Byron Rogers: Challenges, Solutions

Hpb 2016 Summer Byronrogers P33
© Raul Garcia

When the project was announced in 2009, this 1965 building had never undergone a major upgrade of its systems or finishes. Over the years there were maintenance projects for MEP systems and large tenant improvement; however, the "bones" of the building had never been touched. Some of the project's challenges and some solutions:


Building orientation was a major factor in excessive heat gain and glare.

The tall vertical windows are not ideal for providing natural daylight deep into the space. 

The GSA’s P-100 design guidelines did not support high-performance building systems—floor by floor AHUs was the standard and would take significant floor space and use more energy. However, GSA’s project-specific energy reduction goals ultimately overruled those P-100 requirements. 

It was necessary that the adjacent Federal Courthouse remain fully operational: all power, chilled/heating water, and domestic water supplies were supplied by the Federal Building’s systems. 

To reduce energy costs for GSA, it was necessary to remove the building from the city supplied steam.

The building was not a productive or enjoyable place to come to work. It was drafty, cold/hot at the wrong times, worn, and an uninspired place to work every day. 

The central core reflected male/female workplace roles of the time of construction. Men’s toilets were in the central core, while women’s toilet rooms were pushed to the far ends of the building.

Upper floor elevator lobby designs were inconsistent from floor to floor, unwelcoming, disorienting and in need of a facelift. 

The building had long dark hallways with solid doors; it was unwelcoming and hard to find/navigate the building.

Most tenant spaces included perimeter offices along the exterior windows. Open office areas were pushed to the middle with no natural daylight nor exterior views. 

Tall systems furniture

Mechanical systems included were perimeter induction units that leaked, were inefficient and blocked on-third of the perimeter windows. Large ductwork created a low ceiling heights

The appearance of the building from the exterior was inconsistent from floor to floor due to the variety of different light fixtures installed over the decades


One of the primary goals of the project was to create a unified building design that equaled a Class A office space and was inspiring, comfortable, flexible and allowed natural daylight and views from every space in the building.

The visitor and staff entry sequence was redesigned to be contemporary, yet reminiscent of, the original mid-century design detailing and interior design.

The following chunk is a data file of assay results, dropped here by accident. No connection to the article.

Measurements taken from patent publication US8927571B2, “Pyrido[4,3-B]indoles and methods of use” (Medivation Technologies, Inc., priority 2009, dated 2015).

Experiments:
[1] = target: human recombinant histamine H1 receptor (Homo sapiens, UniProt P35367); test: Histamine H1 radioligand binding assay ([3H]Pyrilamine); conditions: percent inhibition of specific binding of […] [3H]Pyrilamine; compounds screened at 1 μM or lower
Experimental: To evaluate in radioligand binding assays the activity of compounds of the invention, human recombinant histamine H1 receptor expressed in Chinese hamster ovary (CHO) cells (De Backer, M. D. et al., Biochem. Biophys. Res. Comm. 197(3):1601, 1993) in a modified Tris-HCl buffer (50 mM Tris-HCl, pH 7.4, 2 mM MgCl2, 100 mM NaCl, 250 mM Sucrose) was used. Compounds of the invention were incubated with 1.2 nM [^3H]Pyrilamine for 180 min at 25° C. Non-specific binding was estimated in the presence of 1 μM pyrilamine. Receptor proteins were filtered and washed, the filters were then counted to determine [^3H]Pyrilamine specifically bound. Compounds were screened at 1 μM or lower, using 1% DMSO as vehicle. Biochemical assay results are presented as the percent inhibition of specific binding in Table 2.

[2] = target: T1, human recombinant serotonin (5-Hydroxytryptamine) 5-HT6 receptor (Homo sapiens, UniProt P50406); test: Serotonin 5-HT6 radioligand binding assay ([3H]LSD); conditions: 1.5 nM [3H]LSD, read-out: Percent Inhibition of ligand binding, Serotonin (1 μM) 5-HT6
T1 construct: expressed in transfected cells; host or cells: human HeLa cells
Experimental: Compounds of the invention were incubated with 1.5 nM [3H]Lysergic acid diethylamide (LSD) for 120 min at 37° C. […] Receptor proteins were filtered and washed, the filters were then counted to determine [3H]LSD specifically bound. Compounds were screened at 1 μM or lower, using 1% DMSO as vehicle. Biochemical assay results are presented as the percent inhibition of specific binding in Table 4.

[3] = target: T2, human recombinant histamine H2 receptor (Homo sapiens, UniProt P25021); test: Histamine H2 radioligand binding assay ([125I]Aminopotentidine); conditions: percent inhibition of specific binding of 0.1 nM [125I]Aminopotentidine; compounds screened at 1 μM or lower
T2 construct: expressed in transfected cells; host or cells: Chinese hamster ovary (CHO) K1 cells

A strong, consistent and dignified design vocabulary at all elevator and main circulation spaces on each floor was developed. 

The building envelope and windows were significantly upgraded to provide a stable interior environment. The opaque exterior walls achieved an effective (average) R-20, while the windows achieved an effective (average) R-3.7). An integrated team of architects, engineers, contractors, installers and material suppliers developed the solution.

A tenant space planning module and a lighting rhythm across all floors that was visible from the exterior was designed.

An active chilled beam mechanical system that is quieter and uses slower air movement than other standard air systems was implemented. 

For energy efficiency, the chilled water and heating water temperatures in the building are not the standard temperatures—the chilled water is warmer than normal, and the heating water is cooler than normal.

All vertical distribution systems for supply/ exhaust/return air, chilled/heating water, domestic water, waste, etc,, was removed and totally reorganized to function more effectively, increase usable floor area, and reduce installation costs. Ends of the building now have supply air, power and chilled/heating water distribution and mechanical/electrical rooms, while the central core has exhaust/return air and all domestic water, which is nearby to toilets, janitor rooms and tenant kitchenettes. 

Reorganized the core building functions to serve a modern workforce by locating toilets, high density storage spaces and kitchenettes around the central core. The reorganization now supported single and/or multitenant floors





Lobby Before/After
A strong, consistent and dignified design vocabulary at all elevator lobbies was designed. The solution kept in place significant and irreplaceable historic finishes and added new elements inspired by the original mid-century design concepts. 

Restroom Before/After
Major building core functions were relocated to create a more flexible and efficient arrangement of spaces, user circulation and systems distribution. One such item was to relocate the women's restrooms from the ends of the building to the central core. Doing so respected the evolution of equality in the workplace and also supported flexible tenant and multi-tenant floor plates. 


Conference Room Before/After
A conference center, café, fitness center and health clinic were designed on the second floor to serve the over 14 different federal agencies housed in the building. The creation of engaging spaces with access to daylight make these amenities critical to attracting and retaining top talent for the federal workforce. 

Photos © Raul Garcia

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